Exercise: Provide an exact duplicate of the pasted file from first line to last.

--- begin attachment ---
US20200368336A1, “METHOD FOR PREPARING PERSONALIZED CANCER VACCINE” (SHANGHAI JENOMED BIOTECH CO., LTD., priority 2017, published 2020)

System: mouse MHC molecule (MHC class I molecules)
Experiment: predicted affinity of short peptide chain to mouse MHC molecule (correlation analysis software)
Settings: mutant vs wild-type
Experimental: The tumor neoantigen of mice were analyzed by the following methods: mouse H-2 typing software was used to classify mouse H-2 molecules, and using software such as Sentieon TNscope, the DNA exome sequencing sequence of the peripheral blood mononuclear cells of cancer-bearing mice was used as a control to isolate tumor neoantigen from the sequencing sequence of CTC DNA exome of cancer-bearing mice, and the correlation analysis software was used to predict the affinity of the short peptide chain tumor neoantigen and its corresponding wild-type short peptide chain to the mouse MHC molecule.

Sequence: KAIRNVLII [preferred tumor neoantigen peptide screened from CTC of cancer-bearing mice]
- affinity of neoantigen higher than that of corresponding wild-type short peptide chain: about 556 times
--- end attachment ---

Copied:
US20200368336A1, “METHOD FOR PREPARING PERSONALIZED CANCER VACCINE” (SHANGHAI JENOMED BIOTECH CO., LTD., priority 2017, published 2020)

System: mouse MHC molecule (MHC class I molecules)
Experiment: predicted affinity of short peptide chain to mouse MHC molecule (correlation analysis software)
Settings: mutant vs wild-type
Experimental: The tumor neoantigen of mice were analyzed by the following methods: mouse H-2 typing software was used to classify mouse H-2 molecules, and using software such as Sentieon TNscope, the DNA exome sequencing sequence of the peripheral blood mononuclear cells of cancer-bearing mice was used as a control to isolate tumor neoantigen from the sequencing sequence of CTC DNA exome of cancer-bearing mice, and the correlation analysis software was used to predict the affinity of the short peptide chain tumor neoantigen and its corresponding wild-type short peptide chain to the mouse MHC molecule.

Sequence: KAIRNVLII [preferred tumor neoantigen peptide screened from CTC of cancer-bearing mice]
- affinity of neoantigen higher than that of corresponding wild-type short peptide chain: about 556 times